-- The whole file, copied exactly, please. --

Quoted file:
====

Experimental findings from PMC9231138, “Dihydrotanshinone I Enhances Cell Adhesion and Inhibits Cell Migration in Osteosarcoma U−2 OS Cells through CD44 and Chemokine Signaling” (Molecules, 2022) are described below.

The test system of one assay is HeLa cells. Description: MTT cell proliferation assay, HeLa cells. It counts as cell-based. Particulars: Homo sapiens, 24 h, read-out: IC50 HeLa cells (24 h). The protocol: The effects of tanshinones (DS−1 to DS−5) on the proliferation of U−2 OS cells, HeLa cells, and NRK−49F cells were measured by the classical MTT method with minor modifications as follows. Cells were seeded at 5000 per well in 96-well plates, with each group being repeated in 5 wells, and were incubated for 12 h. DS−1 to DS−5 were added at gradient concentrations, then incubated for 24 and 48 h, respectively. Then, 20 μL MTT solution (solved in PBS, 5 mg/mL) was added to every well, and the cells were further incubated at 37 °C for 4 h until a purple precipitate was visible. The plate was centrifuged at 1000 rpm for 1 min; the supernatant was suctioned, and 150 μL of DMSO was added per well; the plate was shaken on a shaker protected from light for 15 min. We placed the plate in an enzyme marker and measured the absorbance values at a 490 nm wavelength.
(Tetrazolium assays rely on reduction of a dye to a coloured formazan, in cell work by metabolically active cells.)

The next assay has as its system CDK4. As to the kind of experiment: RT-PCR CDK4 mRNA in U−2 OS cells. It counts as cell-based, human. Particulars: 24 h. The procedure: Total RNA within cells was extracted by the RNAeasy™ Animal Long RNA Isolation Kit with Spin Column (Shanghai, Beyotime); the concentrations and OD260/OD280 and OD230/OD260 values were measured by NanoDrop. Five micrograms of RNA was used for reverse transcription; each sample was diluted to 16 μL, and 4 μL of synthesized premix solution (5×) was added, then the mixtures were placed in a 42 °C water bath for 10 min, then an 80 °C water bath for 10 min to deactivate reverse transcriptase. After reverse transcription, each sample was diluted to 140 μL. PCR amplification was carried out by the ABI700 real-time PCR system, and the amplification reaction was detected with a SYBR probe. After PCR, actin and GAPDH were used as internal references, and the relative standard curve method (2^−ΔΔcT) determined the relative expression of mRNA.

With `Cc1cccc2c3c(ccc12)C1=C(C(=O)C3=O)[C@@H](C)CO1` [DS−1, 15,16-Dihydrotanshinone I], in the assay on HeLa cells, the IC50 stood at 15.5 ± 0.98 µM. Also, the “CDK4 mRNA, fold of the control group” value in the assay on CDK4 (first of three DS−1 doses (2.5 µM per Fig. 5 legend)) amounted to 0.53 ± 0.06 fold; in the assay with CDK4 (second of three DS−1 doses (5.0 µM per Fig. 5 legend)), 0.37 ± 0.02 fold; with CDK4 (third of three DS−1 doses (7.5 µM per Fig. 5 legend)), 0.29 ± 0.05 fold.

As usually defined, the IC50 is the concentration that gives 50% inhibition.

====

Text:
Experimental findings from PMC9231138, “Dihydrotanshinone I Enhances Cell Adhesion and Inhibits Cell Migration in Osteosarcoma U−2 OS Cells through CD44 and Chemokine Signaling” (Molecules, 2022) are described below.

The test system of one assay is HeLa cells. Description: MTT cell proliferation assay, HeLa cells. It counts as cell-based. Particulars: Homo sapiens, 24 h, read-out: IC50 HeLa cells (24 h). The protocol: The effects of tanshinones (DS−1 to DS−5) on the proliferation of U−2 OS cells, HeLa cells, and NRK−49F cells were measured by the classical MTT method with minor modifications as follows. Cells were seeded at 5000 per well in 96-well plates, with each group being repeated in 5 wells, and were incubated for 12 h. DS−1 to DS−5 were added at gradient concentrations, then incubated for 24 and 48 h, respectively. Then, 20 μL MTT solution (solved in PBS, 5 mg/mL) was added to every well, and the cells were further incubated at 37 °C for 4 h until a purple precipitate was visible. The plate was centrifuged at 1000 rpm for 1 min; the supernatant was suctioned, and 150 μL of DMSO was added per well; the plate was shaken on a shaker protected from light for 15 min. We placed the plate in an enzyme marker and measured the absorbance values at a 490 nm wavelength.
(Tetrazolium assays rely on reduction of a dye to a coloured formazan, in cell work by metabolically active cells.)

The next assay has as its system CDK4. As to the kind of experiment: RT-PCR CDK4 mRNA in U−2 OS cells. It counts as cell-based, human. Particulars: 24 h. The procedure: Total RNA within cells was extracted by the RNAeasy™ Animal Long RNA Isolation Kit with Spin Column (Shanghai, Beyotime); the concentrations and OD260/OD280 and OD230/OD260 values were measured by NanoDrop. Five micrograms of RNA was used for reverse transcription; each sample was diluted to 16 μL, and 4 μL of synthesized premix solution (5×) was added, then the mixtures were placed in a 42 °C water bath for 10 min, then an 80 °C water bath for 10 min to deactivate reverse transcriptase. After reverse transcription, each sample was diluted to 140 μL. PCR amplification was carried out by the ABI700 real-time PCR system, and the amplification reaction was detected with a SYBR probe. After PCR, actin and GAPDH were used as internal references, and the relative standard curve method (2^−ΔΔcT) determined the relative expression of mRNA.

With `Cc1cccc2c3c(ccc12)C1=C(C(=O)C3=O)[C@@H](C)CO1` [DS−1, 15,16-Dihydrotanshinone I], in the assay on HeLa cells, the IC50 stood at 15.5 ± 0.98 µM. Also, the “CDK4 mRNA, fold of the control group” value in the assay on CDK4 (first of three DS−1 doses (2.5 µM per Fig. 5 legend)) amounted to 0.53 ± 0.06 fold; in the assay with CDK4 (second of three DS−1 doses (5.0 µM per Fig. 5 legend)), 0.37 ± 0.02 fold; with CDK4 (third of three DS−1 doses (7.5 µM per Fig. 5 legend)), 0.29 ± 0.05 fold.

As usually defined, the IC50 is the concentration that gives 50% inhibition.